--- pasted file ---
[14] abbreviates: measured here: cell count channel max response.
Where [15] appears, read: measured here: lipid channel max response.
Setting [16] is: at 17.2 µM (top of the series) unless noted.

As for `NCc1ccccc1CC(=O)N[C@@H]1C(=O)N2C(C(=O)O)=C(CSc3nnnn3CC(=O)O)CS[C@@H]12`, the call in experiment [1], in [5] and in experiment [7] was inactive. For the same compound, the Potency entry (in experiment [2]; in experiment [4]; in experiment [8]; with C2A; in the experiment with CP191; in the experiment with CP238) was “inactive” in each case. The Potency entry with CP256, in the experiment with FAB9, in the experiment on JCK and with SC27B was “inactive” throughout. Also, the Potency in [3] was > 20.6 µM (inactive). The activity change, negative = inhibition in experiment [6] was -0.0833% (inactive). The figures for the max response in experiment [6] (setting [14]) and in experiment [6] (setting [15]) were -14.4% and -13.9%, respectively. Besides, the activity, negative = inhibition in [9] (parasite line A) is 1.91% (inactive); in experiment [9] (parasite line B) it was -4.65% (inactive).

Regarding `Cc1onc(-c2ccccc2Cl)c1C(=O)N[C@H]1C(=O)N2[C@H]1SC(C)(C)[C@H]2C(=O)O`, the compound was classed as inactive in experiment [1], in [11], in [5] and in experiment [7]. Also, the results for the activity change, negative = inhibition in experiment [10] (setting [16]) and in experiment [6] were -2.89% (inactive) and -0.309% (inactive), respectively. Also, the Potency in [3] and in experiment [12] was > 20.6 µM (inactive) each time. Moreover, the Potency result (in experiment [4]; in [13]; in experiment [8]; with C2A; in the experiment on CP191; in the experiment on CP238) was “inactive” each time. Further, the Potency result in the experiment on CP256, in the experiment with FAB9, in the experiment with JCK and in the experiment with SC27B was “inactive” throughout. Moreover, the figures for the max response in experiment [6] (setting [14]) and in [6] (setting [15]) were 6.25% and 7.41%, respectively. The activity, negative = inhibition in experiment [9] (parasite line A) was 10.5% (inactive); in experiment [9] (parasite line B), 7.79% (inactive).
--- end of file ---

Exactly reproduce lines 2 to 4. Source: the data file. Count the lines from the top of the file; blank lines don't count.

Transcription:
Where [15] appears, read: measured here: lipid channel max response.
Setting [16] is: at 17.2 µM (top of the series) unless noted.

As for `NCc1ccccc1CC(=O)N[C@@H]1C(=O)N2C(C(=O)O)=C(CSc3nnnn3CC(=O)O)CS[C@@H]12`, the call in experiment [1], in [5] and in experiment [7] was inactive. For the same compound, the Potency entry (in experiment [2]; in experiment [4]; in experiment [8]; with C2A; in the experiment with CP191; in the experiment with CP238) was “inactive” in each case. The Potency entry with CP256, in the experiment with FAB9, in the experiment on JCK and with SC27B was “inactive” throughout. Also, the Potency in [3] was > 20.6 µM (inactive). The activity change, negative = inhibition in experiment [6] was -0.0833% (inactive). The figures for the max response in experiment [6] (setting [14]) and in experiment [6] (setting [15]) were -14.4% and -13.9%, respectively. Besides, the activity, negative = inhibition in [9] (parasite line A) is 1.91% (inactive); in experiment [9] (parasite line B) it was -4.65% (inactive).